Regrets, the teenagers on the coronary heart of “Dark Windows” have a number of.

A tragedy sends three mates to a uncared for property (don’t name it a cabin!) the place a masked stranger stalks the property. We’ve seen this story earlier than, however the filmmakers take pains to sketch out the backstories with extra vigor than anticipated.

The style goodies lastly arrive, however once they do they run headfirst into dopey choices, head-scratchers that even horror followers could discover too arduous to swallow.

A automobile crash units the story in movement, however screenwriter Ulvrik Kraft retains key particulars purposely out of attain. Tilly (Anna Bullard) attends the funeral for a buddy who died within the accident.

Our heroine has a deeply private stake within the matter.

Tilly was behind the wheel, and from the soar the movie suggests her negligence performed a job within the accident.

So Tilly’s loyal mates Monica (Annie Hamilton) and Peter (Rory Alexander) persuade her to spend a weekend at a sprawling, if underused property the place they’ll reconnect and begin dwelling their lives once more.

Tilly can’t put their buddy’s loss of life out of her head, and that’s earlier than she senses they aren’t alone on the trip spot.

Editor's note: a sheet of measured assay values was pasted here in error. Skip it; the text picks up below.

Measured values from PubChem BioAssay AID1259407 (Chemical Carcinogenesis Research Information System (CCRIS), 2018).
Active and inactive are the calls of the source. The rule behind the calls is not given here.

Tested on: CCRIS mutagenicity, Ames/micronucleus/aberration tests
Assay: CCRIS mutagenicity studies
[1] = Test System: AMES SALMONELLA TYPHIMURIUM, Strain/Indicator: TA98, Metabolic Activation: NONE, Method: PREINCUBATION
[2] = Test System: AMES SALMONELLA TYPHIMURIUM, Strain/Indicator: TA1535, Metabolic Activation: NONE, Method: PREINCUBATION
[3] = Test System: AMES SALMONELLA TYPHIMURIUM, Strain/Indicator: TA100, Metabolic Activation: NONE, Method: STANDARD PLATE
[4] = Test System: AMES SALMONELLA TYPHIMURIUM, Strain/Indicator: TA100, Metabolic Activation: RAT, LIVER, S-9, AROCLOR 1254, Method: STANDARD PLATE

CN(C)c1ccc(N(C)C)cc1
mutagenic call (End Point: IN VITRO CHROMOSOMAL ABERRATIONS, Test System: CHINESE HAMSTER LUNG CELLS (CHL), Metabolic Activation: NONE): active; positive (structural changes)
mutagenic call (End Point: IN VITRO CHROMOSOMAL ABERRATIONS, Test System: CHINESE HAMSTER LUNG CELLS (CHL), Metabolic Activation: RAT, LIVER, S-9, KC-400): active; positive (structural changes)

The buddies are glad to drink their troubles away, besides Peter could also be hurtling towards full-blown alcoholism. The feminine characters are much less outlined, however each provide sufficient relatable tics to maneuver the story ahead.


This triller is in no hurry, and we’re immersed within the inter-group dynamics earlier than the horror points arrive.

“Dark Windows” boasts a small funds and an unfamiliar solid, however its biggest power lies in its tough edges. The characters don’t all the time act like most horror movie teenagers do. The screenplay isn’t impressed, nevertheless it doesn’t fall again on cookie-cutter exchanges.

The interaction is clumsy at occasions, identical to in the actual world, and the performers provide credible turns to promote that authenticity. The horror tropes line up for our inspection, finally, although some nagging plot holes will drive some to distraction.

[Warning: Adult language in clip]

The third act lastly picks up the tempo, and the thrills are executed with excessive effectivity. So is the digicam work, which takes way more care than a style train ordinarily would possibly. Even the sooner, quiet scenes boast a tranquility that lulls us right into a false sense of safety.

That’s good.

There’s nonetheless a thriller afoot, however you don’t must be Columbo to suss out the suspects. The waning minutes may nonetheless ship the style thrills with no first-class detective story, however “Dark Windows” settles for a morality lesson with too little chew.

HiT or Miss: “Dark Windows” fuses teen angst with horror, and the outcomes are watchable however lower than thrilling.